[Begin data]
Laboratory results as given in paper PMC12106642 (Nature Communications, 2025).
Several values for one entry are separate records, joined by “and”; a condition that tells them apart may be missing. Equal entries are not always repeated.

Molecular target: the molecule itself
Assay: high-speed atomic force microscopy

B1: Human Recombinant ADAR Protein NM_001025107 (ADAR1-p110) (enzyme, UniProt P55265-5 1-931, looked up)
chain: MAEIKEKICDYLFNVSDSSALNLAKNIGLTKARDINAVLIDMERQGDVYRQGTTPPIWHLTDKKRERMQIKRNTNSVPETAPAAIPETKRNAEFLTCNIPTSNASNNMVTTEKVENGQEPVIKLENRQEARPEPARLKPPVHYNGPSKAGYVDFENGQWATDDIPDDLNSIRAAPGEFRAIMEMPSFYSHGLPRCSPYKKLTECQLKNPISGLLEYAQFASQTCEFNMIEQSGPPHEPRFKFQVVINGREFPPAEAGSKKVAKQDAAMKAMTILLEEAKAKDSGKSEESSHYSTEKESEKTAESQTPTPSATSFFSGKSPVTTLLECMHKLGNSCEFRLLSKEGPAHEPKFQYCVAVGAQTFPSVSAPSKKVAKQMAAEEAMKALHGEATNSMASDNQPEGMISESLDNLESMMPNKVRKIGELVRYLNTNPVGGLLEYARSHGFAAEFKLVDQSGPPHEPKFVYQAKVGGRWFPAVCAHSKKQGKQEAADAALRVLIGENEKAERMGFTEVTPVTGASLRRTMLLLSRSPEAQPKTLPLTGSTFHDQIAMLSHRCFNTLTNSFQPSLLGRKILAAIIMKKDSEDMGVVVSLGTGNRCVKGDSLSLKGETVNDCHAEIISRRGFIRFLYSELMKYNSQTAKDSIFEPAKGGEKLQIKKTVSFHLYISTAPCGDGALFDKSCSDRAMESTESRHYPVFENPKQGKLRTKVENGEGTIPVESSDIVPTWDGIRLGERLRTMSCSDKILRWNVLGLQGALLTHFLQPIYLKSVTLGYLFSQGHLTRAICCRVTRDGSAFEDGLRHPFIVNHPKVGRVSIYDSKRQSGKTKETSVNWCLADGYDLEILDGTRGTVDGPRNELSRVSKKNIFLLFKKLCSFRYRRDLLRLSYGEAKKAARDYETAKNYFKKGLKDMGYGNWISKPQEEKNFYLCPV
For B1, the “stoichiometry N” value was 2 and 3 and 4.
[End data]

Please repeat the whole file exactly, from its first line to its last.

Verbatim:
Laboratory results as given in paper PMC12106642 (Nature Communications, 2025).
Several values for one entry are separate records, joined by “and”; a condition that tells them apart may be missing. Equal entries are not always repeated.

Molecular target: the molecule itself
Assay: high-speed atomic force microscopy

B1: Human Recombinant ADAR Protein NM_001025107 (ADAR1-p110) (enzyme, UniProt P55265-5 1-931, looked up)
chain: MAEIKEKICDYLFNVSDSSALNLAKNIGLTKARDINAVLIDMERQGDVYRQGTTPPIWHLTDKKRERMQIKRNTNSVPETAPAAIPETKRNAEFLTCNIPTSNASNNMVTTEKVENGQEPVIKLENRQEARPEPARLKPPVHYNGPSKAGYVDFENGQWATDDIPDDLNSIRAAPGEFRAIMEMPSFYSHGLPRCSPYKKLTECQLKNPISGLLEYAQFASQTCEFNMIEQSGPPHEPRFKFQVVINGREFPPAEAGSKKVAKQDAAMKAMTILLEEAKAKDSGKSEESSHYSTEKESEKTAESQTPTPSATSFFSGKSPVTTLLECMHKLGNSCEFRLLSKEGPAHEPKFQYCVAVGAQTFPSVSAPSKKVAKQMAAEEAMKALHGEATNSMASDNQPEGMISESLDNLESMMPNKVRKIGELVRYLNTNPVGGLLEYARSHGFAAEFKLVDQSGPPHEPKFVYQAKVGGRWFPAVCAHSKKQGKQEAADAALRVLIGENEKAERMGFTEVTPVTGASLRRTMLLLSRSPEAQPKTLPLTGSTFHDQIAMLSHRCFNTLTNSFQPSLLGRKILAAIIMKKDSEDMGVVVSLGTGNRCVKGDSLSLKGETVNDCHAEIISRRGFIRFLYSELMKYNSQTAKDSIFEPAKGGEKLQIKKTVSFHLYISTAPCGDGALFDKSCSDRAMESTESRHYPVFENPKQGKLRTKVENGEGTIPVESSDIVPTWDGIRLGERLRTMSCSDKILRWNVLGLQGALLTHFLQPIYLKSVTLGYLFSQGHLTRAICCRVTRDGSAFEDGLRHPFIVNHPKVGRVSIYDSKRQSGKTKETSVNWCLADGYDLEILDGTRGTVDGPRNELSRVSKKNIFLLFKKLCSFRYRRDLLRLSYGEAKKAARDYETAKNYFKKGLKDMGYGNWISKPQEEKNFYLCPV
For B1, the “stoichiometry N” value was 2 and 3 and 4.